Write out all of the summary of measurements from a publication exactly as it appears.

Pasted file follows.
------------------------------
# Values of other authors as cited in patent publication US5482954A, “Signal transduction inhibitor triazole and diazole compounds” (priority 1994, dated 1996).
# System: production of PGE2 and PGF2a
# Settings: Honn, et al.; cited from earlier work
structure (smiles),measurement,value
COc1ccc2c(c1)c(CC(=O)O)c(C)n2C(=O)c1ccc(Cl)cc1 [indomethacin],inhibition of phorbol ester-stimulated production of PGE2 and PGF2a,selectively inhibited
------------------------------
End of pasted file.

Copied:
# Values of other authors as cited in patent publication US5482954A, “Signal transduction inhibitor triazole and diazole compounds” (priority 1994, dated 1996).
# System: production of PGE2 and PGF2a
# Settings: Honn, et al.; cited from earlier work
structure (smiles),measurement,value
COc1ccc2c(c1)c(CC(=O)O)c(C)n2C(=O)c1ccc(Cl)cc1 [indomethacin],inhibition of phorbol ester-stimulated production of PGE2 and PGF2a,selectively inhibited